Where Does Confidence Come From?
Confidence is what I call “inner confidence,” and defined as the quiet knowing of one’s worth, in self-reflected truth and unwavering belief.
Inner confidence stems from our intuition, which is our innate ability to hear our internal compass.
Our internal compass is not our “chatterbox” mind, our subconscious; the repository of endless stimulus tapes derived from instincts and learned experiences. Intuition resides in our heart space, known to some people as their gut instinct. Intuition’s messages are wisdom and arrive above our thoughts. This is why many people cannot explain intuition in words, as much as in feelings or sensations.
We all have the ability to possess true inner confidence, and it should resonate in all aspects of life, not just at work. When we master inner confidence, we successfully navigate the tricky minefield of emotions, especially in a collective field of energy at work, at school, and with family.
We gain inner confidence by being aware of our surroundings, our thoughts and actions, our influences, and the programs we project out into the world.
Since our past experiences are sitting in our subconscious mind, it is very difficult to be aware of old programs, which keep us in self-defeating thoughts.
How to Boost Inner Confidence:
How we boost confidence in work (and in life) depends on the accountability we want to take for the “chatterbox” running in our heads.
Many people associate confidence with performance, measurement, and external recognition of an achieved goal such as weight loss, physical appearance, project completions, fulfilled revenue goals, a promotion, financial rewards, etc., but confidence doesn’t always magically appear at the end of a goal, whether achieved or not.
Inner confidence is about setting an intention and placing our attention on it.
This allows creative visualization, motivation, and enthusiasm to fuel our actions. The intention behind our goals is deeply important to the manifestation of such goals. When an intention is fulfilled, inner confidence grows because we feel good, as if something shifted inside of us, and we are forever changed.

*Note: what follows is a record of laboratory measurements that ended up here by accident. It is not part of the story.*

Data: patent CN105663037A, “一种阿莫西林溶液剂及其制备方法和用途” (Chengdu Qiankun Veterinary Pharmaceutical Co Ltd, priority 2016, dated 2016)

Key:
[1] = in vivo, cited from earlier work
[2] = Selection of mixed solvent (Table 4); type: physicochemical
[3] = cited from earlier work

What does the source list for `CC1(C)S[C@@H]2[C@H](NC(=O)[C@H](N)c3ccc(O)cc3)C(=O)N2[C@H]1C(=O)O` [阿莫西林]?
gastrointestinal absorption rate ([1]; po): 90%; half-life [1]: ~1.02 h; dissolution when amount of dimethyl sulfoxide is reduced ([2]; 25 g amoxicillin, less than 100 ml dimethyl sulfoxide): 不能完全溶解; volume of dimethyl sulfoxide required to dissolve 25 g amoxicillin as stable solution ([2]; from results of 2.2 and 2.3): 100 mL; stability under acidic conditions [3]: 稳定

Here Are 9 Actionable Steps to Boost Your Inner Confidence:
1. Be True to Yourself:
Being true to yourself means deciding what is important to you while finding your resilience to blossom and grow. Confidence comes from laying out a strategic plan and deciding what specific actions you will take today. Following through on those actions and recognizing your perseverance, while staying in a place that feels good, are key to growing your confidence.
This means taking a little time at the end of the day to sit with yourself and feel good about your efforts. Nobel Peace Prize winner Albert Schweitzer suggests, “Success is not the key to happiness. Happiness is the key to success. If you love what you are doing, you will be successful.”
3. You Alone Are Responsible for You.
No one is forcing you to achieve the goals you’ve set for yourself. You alone decide if you want to expand your life experiences or not. Your intentions are the vehicle through which you allow yourself to have what you want, and to feel good in the process. Intentions are a solo act, and you alone are the “allower” or “disallower” of what you want.
4. Stay Focused:
Every time you make a decision during the day, ask yourself this question, “Does this choice bring me closer to or further from my goal?” If the answer is “closer to,” then you’ve made a decision to allow yourself to be successful. If the answer is “further from,” notice how that feels. Decide what choice can make you feel better, more alive, and expansive.
5. It’s Okay to Change Your Mind:
If you didn’t make the daily choice to support yourself in your goal, decide if you want to develop a new potential solution or re-evaluate what you want. If your goal no longer holds any attraction for you, then let it go. Intentional goal setting should bring you pleasure, satisfaction, and a sense of achievement.
6. Celebrate You:
Every time you allow yourself to take a step in the direction of what you want, also take the time to celebrate. Otherwise, what’s the point? Life is about how good you can allow yourself to feel from the inside out. Setting a goal is the process to feeling better inside, as you recognize the power of your own self.
7. Focus on “Anything Is Possible.”
Realize that you have the ability to get from where you are to wherever you want to be. You are the designer of your life. You alone hold the key to your success. In an infinite world of potential, it’s vitally important to allow life to show up in magical ways and release the need to control outcomes (or people). Delight in the small, unexpected gifts that come your way.